Wednesday, Aug. 27, the African American Cultural Center (AACC) welcomed new students and old into the building that has become a second home to most of N.C. State’s African American population. This open house introduced students to the vibrant, active cultural side of African American campus life. Not only did students meet faculty members, but they also became acquainted with committed students, as the presidents of several different organizations lined the floor of the stage in the Washington Sankofa Room in Witherspoon.
Amber Carr, a senior in applied sociology said “I was happy to see a lot of N.C. State faculty¬† present at this event” mentioning how students could now know the faces of many of the faculty in higher positions on campus.
Campus involvement seemed to be the focus of the night.  The presidents and faculty members introduced themselves to the audience and offered a helping hand while encouraging their fellow classmates to get involved.
Lucy Muhirwa a junior in biochemistry gave a riveting call to action speech challenging students to “dream big” and to support the African American organizations on campus. As the message of involvement swept through the room, students looked towards the arts with a performance by DanceVisions and a fashion show of African attire modeled by the African Student Union (ASU). The event turned out to be a huge success. The room was packed full of students and faculty members awaiting a chance to begin a new year of programs and presentations in a newly remodeled room.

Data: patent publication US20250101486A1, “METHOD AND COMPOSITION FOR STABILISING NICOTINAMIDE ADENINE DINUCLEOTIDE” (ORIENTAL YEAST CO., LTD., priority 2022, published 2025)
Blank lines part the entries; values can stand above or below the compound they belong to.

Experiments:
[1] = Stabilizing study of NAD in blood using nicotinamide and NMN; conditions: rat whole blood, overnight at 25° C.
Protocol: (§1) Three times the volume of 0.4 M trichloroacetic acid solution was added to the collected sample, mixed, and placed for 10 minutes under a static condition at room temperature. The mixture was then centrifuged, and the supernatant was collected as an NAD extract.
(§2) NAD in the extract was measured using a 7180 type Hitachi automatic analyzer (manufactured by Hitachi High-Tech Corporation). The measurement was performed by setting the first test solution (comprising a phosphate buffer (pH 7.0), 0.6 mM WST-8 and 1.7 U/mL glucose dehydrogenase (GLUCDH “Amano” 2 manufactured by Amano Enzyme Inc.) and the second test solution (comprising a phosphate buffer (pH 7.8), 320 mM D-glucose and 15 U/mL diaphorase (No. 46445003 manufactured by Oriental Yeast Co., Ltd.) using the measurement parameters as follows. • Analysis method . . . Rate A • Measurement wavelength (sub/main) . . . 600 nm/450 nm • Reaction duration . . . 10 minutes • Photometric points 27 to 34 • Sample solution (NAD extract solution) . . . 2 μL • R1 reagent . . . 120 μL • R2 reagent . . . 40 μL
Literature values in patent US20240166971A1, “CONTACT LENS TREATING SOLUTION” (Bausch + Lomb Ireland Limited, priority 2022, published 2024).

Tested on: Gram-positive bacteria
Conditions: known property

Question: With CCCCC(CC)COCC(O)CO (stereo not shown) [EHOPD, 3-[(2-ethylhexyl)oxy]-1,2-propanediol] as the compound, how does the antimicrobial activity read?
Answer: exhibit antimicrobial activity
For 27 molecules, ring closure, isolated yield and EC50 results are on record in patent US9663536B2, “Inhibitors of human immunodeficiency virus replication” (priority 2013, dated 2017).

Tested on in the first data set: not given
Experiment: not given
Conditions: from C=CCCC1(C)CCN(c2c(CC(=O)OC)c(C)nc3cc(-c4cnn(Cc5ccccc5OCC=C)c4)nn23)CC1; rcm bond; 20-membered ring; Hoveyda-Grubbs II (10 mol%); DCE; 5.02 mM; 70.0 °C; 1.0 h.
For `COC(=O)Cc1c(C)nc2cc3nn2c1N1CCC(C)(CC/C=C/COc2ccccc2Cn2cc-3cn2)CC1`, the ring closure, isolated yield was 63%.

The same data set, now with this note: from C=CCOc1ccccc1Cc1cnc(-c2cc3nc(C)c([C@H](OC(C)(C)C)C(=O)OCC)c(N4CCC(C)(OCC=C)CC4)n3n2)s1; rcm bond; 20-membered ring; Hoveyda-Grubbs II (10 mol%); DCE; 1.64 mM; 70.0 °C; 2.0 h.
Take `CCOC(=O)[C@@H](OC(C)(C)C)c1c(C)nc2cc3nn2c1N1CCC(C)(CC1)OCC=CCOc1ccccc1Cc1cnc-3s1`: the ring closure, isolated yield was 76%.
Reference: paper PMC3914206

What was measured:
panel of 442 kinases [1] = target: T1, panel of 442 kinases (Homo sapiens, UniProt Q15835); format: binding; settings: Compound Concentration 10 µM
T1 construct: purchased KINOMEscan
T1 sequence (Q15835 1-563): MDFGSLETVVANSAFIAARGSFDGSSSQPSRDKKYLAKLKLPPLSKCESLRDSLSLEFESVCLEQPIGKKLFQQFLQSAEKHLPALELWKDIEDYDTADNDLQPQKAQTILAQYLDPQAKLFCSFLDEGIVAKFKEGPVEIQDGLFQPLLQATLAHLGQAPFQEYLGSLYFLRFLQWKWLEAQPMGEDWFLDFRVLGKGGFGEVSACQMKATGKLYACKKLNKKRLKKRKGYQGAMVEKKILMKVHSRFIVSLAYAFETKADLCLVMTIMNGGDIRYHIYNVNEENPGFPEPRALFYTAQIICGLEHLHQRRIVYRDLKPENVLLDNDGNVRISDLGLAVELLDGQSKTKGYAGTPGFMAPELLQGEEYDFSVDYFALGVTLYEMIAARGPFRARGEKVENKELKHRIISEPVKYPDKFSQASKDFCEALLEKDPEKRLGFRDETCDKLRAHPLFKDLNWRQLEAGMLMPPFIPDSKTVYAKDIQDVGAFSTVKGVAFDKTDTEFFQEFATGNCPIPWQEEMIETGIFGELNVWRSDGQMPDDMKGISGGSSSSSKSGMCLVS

“We (ASU) were very proud to be a part of it. The African American Cultural Center has grown over the years and has become a large part of our campus” said Segen Fishastion a senior in international relations.
In the past the cultural center has held a reception but this is the first year there has held been a formal open house.
“The open house was a wonderful opportunity for students to see some of the faculty and network with them as well as become more informed about the African American Cultural Center” said Carmesia Lowery a junior in psychology.
Mistress of Ceremonies Tensie Taylor a senior in communication said “I feel it went very well and there were more people than I anticipated. I hope in the future we can get more people involved.”
This year, the cultural center’s theme is “The Politics of Race, Gender and Class.” Students can find out what programs are going on at the center by stopping by on the third floor of Witherspoon Student Center.